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Posts Tagged ‘Snatch’


“Do you like dahgs?” So the Piker asked Tommy when he went to buy a new mobile home for Turkish.

If you don’t like dogs, don’t go to Mexico.  They are everywhere.  It is difficult to tell if a dog is feral or not.  If they actually wear a collar, they probably belong to someone.  We saw one dog being walked on a leash.  Other than that the vast majority were wandering around loose.  Bob Barker needs to make a whole lot of public service announcements and pay for a wandering crew of veterinarians to fix all those dogs so they don’t make more dogs.  It has gotten to the point in America that it is rare to see and “intact” dog.  Looks nearly obscene though it was quite common when I was a kid.

For breakfast on our last day at work we had hot cakes.  We were all dragging.  I work behind a desk much of the time, so the physical work was exhausting (and the lack of sleep didn’t really help).  But all of us were feeling it.  We had to push through though.  We were in the 4th quarter and needed to finish strong.  Most of what we had to do was the dry wall near the ceiling.  Lots more measuring and cutting.

The BEAMM missionary we worked with was working on the budget.  We’d gone over on construction supplies, and our food budget.  But had saved lots of money on housing.  When he made the budget, it was based on the hotel they’d used in Mexicali.  It was $70/night.  The infamous Motel Continental was $45.  If we upgraded it would have been about $100.  Quite the difference.  So thanks to our time “living it up at the Motel Continental” we were actually under budget.  The question was what to do with the extra money.  We decided to buy them all they needed to install the ceiling, tape and mud the dry wall and do a few other necessary projects.  They don’t lack the will or the skill.  The problem has been lacking the resources.  It is a small church and the people don’t make much money.  One woman who worked at a tortilla factory made under $10/week.  They put their “widows’ mites” into the offering plate, but there is not enough to do projects like this. Hopefully this will help them grow spiritually and numerically so they will have more to help others in the future.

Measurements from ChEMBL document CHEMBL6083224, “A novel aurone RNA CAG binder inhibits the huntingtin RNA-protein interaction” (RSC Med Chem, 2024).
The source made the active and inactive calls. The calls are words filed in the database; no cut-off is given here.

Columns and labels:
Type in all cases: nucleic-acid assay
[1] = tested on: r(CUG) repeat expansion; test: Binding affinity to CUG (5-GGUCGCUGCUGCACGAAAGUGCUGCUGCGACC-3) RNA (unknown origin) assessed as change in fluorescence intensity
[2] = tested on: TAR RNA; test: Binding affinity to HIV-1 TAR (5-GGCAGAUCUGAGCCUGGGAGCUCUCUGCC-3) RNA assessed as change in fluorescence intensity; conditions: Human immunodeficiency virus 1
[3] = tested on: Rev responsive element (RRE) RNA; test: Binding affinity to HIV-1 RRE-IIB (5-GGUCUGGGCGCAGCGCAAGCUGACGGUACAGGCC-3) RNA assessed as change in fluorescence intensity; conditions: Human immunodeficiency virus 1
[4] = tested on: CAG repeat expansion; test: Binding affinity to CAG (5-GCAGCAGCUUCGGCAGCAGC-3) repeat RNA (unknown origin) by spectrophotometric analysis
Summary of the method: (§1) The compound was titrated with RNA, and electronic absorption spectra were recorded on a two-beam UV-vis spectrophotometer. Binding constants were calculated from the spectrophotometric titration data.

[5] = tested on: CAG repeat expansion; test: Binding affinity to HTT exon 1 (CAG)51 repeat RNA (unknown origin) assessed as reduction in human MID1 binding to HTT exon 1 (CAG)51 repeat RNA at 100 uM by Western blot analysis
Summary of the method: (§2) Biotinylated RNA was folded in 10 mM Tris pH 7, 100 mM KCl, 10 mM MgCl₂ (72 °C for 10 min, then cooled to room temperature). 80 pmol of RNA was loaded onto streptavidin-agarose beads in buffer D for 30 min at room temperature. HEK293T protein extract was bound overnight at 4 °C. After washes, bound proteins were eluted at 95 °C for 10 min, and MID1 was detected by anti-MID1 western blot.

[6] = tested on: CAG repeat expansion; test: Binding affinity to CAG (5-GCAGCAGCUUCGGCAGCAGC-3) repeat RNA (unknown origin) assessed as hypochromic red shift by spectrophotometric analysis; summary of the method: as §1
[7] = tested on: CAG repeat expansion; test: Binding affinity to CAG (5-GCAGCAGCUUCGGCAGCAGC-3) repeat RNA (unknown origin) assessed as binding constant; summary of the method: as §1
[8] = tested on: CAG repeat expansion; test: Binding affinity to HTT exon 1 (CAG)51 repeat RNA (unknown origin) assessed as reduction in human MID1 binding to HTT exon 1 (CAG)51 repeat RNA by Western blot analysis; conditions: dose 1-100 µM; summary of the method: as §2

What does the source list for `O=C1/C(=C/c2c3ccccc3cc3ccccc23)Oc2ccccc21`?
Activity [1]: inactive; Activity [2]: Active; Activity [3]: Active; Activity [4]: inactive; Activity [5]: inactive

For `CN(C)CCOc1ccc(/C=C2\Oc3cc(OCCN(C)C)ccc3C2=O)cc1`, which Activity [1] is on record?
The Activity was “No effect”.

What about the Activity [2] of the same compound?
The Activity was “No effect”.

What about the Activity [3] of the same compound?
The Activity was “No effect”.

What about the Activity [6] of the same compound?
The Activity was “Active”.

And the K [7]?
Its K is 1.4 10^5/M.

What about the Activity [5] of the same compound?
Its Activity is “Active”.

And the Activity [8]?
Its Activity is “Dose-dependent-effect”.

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aka, the Virgin Birth.

It is listed as one of the 5 fundamental beliefs during the fundamentalist-modernist controversy of the early 20th century.  Is it a fundamental belief?  It is necessary for Jesus to be conceived in this way if he is to be fully divine?

There are a surprising number of people who are saying it isn’t necessary.

Emergent (revisionist) pastor Rob Bell, in his book Velvet Elvis, stated that while he personally affirmed the virgin birth, it was not a necessary belief.  You don’t need the ‘spring’ of the virgin birth to ‘jump’ (cue the Van Halen please), so he says.  He includes some shoddy exegesis and historical context to make his point about why you might think Matthew doesn’t mean what we thought he meant.  Got that?

Easy for me to disregard Rob Bell; he doesn’t have conservative street cred.  But Michael Green, another story.  He wrote the commentary on Matthew in the Bible Speaks Today series edited by John Stott.  I’m reading this for my sermon series from Matthew this Advent.

Green covers the standard arguments against the virginal conception, and counters them pretty well.  Like Bell, he personally holds to the virginal conception.  But he didn’t stop there, and I was a bit shocked.

“However, it is only proper to say that there is nothing necessary about the virgin birth.  The deity of Christ is not inextricably tied to it.  God might well have entered  this world in the normal manner, or chosen some unprecedented way of becoming one of us.  He need not have come through a virginal conception.  The documents, however, assert that he did.”

This precisely where a good biblical and systematic theology save you from a mass of heresy.  Adoptionism (the view that God adopted the human Jesus to be his divine son) would be a denial of the Trinity.  Any other method would presumably include Joseph or other male.  If an ordinary man is involved, Jesus is born “in Adam”.  All who born of 2 human parents are born under the covenant with Adam (Romans 5) and are therefore subject to sin and death.  Jesus, in order to save other, must be free from sin and death.  He must not be “in Adam” as his covenant head.  He becomes the 2nd Adam, the head of a new covenant so that all who are in him by faith are delivered from sin on account of his obedience, death for sin and resurrection on our behalf.

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